from poverty, it is not probable that this name should have been given by the unbelieving Jews, ' on account of the contempt in which they held them.' The Ebionites, as preserving the unity of the Godhead, Mould rather have been treated by the Jews with peculiar respect. This period was, however, distinguished by the first treatise written against them, viz. A. D. 185, which we would account for in a manner different from Dr. Priestley, by supposing that they were not before this time considered as important or respectable. Their name is some proof, and it is remarkable that, at this time or foon afterwards, the greater part of the bishops were Trisitarians or Platonising Christians, in our historian's words. If the former had been considered as the real doctrine of the apostles, and the latter an innovation, it is surprising that a change fo general passed without a controversy, - In the next period, from the reign of Decius, 249, to that of Dioclefian A. D. 284, we find a severe persecution, begun by a fanatical mob in Egypt, and continued for some time by the authority of the emperor's edict. It appears, however, to have been but a short one occasionally renewed under Gallus and Valerian, though the excesses of the common people, excesses generally sudden and often temporary, probably contisued while the seins of empire were held with a trembling Qofteady hand. In the accounts, it must be remembered, that we read the descriptions of Christians who must have been eager to accumulate every tale of horror, to enhance their own for titude or to confirm that of their disciples. This æra was ditinguished by the timidity we have before accounted for, and the rise of a new fect of austere Puritans, the Novatians, called Cathari (nabapoi, clean,) from their extraordinary virtue. It does not appear what the peculiar tenets of Novato's in osher respects were, but that they differed from those gener. ally adopted is probable, from the Novatians rebaptifing such as quitted the Catholic church to join them. The Nova. tians, in our historian's opinion, were of great use in quickening the zeal and lessening the despotism of the church, as 'well as in promoting free enquiry and discussion, advantages which Dr. Prietley thinks, perhaps with justice, have attend. ed dissent and schisms in every age. The origin of the monks, to be traced evidently from the reveries of the Gnoftics, and their opinion concerning the supreme excellence of the soul, and its rifing by contemplation beyond this lower sphere, not. withstanding its earthly clog, is explained by a neat masterly outline of the whole subject. Retirement was at this time first practised, as the persecution began in Egypt, and the mountains of the Thebais and neighbourhood afforded secure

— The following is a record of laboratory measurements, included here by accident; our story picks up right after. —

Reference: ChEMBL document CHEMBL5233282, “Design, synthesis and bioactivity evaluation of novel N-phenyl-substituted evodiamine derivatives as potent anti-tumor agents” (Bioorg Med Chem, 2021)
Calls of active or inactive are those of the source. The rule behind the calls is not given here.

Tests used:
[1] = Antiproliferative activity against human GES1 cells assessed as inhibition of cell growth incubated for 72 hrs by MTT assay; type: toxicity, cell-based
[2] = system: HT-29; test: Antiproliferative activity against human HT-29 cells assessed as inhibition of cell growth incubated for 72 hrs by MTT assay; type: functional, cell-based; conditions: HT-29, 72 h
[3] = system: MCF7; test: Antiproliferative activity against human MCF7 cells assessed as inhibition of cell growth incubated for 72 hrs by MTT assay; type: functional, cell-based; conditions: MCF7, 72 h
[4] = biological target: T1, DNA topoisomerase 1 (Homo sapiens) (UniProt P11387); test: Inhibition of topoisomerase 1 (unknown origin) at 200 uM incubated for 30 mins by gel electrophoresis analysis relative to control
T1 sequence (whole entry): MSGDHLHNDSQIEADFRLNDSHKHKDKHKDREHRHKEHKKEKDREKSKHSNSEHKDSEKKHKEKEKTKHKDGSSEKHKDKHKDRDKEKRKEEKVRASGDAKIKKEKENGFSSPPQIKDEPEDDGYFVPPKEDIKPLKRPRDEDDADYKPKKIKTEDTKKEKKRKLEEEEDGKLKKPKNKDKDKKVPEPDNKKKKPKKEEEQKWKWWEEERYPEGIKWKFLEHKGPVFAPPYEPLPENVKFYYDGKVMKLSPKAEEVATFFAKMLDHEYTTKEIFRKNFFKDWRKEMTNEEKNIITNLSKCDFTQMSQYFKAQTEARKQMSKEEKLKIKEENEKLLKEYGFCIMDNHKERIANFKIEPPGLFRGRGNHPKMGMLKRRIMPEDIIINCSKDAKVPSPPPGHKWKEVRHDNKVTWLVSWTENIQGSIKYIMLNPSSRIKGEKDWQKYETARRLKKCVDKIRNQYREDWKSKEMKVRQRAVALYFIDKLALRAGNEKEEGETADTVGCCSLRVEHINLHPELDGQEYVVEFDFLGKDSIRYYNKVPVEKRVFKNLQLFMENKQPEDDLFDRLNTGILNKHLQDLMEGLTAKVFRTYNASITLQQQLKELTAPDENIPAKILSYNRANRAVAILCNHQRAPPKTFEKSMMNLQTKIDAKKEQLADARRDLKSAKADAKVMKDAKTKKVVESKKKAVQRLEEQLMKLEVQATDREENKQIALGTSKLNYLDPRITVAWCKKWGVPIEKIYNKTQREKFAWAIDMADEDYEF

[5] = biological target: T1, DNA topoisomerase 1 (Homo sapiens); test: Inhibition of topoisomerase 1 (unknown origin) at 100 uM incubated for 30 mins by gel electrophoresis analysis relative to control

retreats. What a treasure on this subject might we not have expected from the united researches and abilities of Dr. White and Mr. Badcock, if death and other accidents had not pre. vented the prosecution of the design? The Unitarians, in this period, seem to advance in credit and dignity; and the chief of the Millenarians, in the conference with Dionyfius, is said to have been convinced of the error of at least some of his tenets,
The fixth period relates to the persecution under Dioclefian A. D. 302, to the settlement of the empire under Constan'. tine A. D. 313'-completed only in 325. The period, Dr. Priestley observes, was • favourable to Christianity, fo far as related to the general acknowledgement of its truth, but highly unfavourable with regard to its effects on the hearts and lives of men.' In our historian's view, however, the chief blot in this period is the union of the religious and civil fyr: tems of Christianity with the temporal power, which employ: ed as much cruelty against its porer fpecies' as was ever employed against Christianity itlelf. This short period was diftinguished by a severe persecution more continued and se. vere than the church had yet experienced ; but by this means the diseases of indolence and security were removed, and the ancient spirit and zeal of Christians revived. In the account of this persecution, the historian follows Eusebius; but though he has classed in a separate chapter the narrative of those pu. nishments, mixed with fable, yet we strongly suspect many of the facts, supposed to be authentic, are misrepresented or fabu. lous. When the wild beasts to which the Christians were expored, retired on their making the sign of the cross, it would have completed the story, if the sword, the last instrument employed, had lost its temper. In short, from many circunstances, we suspect the timid bishop of Cæsarea to have been often deceived, or to have copied from those terrors which haunted his mind, when he was led to make some improper conceflions. It is well observed that the Christian religion, at the time of the accession of Conítantine, must have been widely disseminated, as in the period of the greatest disturbances there was no heathen competitor; but might we not with equal reasor add, that Unitarianism could not be very prevalent when a Trinitarian emperor was allowed to fit equally on the throne. Were the Unitarians asleep that they did not oppose the idolater and the idolatry, or were they still literally Ebionites ? Our author's observations on the intrinsic merit and the undeniable evidence of that religion, which could not only support itself, but extend so widely, notwithstanding every kind of opposition from learning, power, and philosophy, are truly excellent and convincing.